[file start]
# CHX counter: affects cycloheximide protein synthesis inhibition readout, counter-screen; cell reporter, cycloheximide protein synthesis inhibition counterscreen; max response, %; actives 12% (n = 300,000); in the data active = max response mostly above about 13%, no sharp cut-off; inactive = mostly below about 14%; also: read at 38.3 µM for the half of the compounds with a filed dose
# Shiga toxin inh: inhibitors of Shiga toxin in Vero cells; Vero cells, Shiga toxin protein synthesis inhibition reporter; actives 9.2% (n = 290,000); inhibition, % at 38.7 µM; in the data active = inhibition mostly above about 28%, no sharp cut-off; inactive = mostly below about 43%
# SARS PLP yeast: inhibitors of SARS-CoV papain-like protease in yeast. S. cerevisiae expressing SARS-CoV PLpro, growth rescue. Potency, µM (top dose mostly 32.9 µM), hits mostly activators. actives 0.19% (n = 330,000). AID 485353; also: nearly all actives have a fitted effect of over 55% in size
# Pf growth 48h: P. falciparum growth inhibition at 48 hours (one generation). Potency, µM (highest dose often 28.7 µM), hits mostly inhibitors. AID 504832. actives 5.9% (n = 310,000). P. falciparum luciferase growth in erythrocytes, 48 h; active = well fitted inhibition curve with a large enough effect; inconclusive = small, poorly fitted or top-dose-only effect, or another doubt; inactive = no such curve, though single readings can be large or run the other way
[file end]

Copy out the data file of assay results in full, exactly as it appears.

# CHX counter: affects cycloheximide protein synthesis inhibition readout, counter-screen; cell reporter, cycloheximide protein synthesis inhibition counterscreen; max response, %; actives 12% (n = 300,000); in the data active = max response mostly above about 13%, no sharp cut-off; inactive = mostly below about 14%; also: read at 38.3 µM for the half of the compounds with a filed dose
# Shiga toxin inh: inhibitors of Shiga toxin in Vero cells; Vero cells, Shiga toxin protein synthesis inhibition reporter; actives 9.2% (n = 290,000); inhibition, % at 38.7 µM; in the data active = inhibition mostly above about 28%, no sharp cut-off; inactive = mostly below about 43%
# SARS PLP yeast: inhibitors of SARS-CoV papain-like protease in yeast. S. cerevisiae expressing SARS-CoV PLpro, growth rescue. Potency, µM (top dose mostly 32.9 µM), hits mostly activators. actives 0.19% (n = 330,000). AID 485353; also: nearly all actives have a fitted effect of over 55% in size
# Pf growth 48h: P. falciparum growth inhibition at 48 hours (one generation). Potency, µM (highest dose often 28.7 µM), hits mostly inhibitors. AID 504832. actives 5.9% (n = 310,000). P. falciparum luciferase growth in erythrocytes, 48 h; active = well fitted inhibition curve with a large enough effect; inconclusive = small, poorly fitted or top-dose-only effect, or another doubt; inactive = no such curve, though single readings can be large or run the other way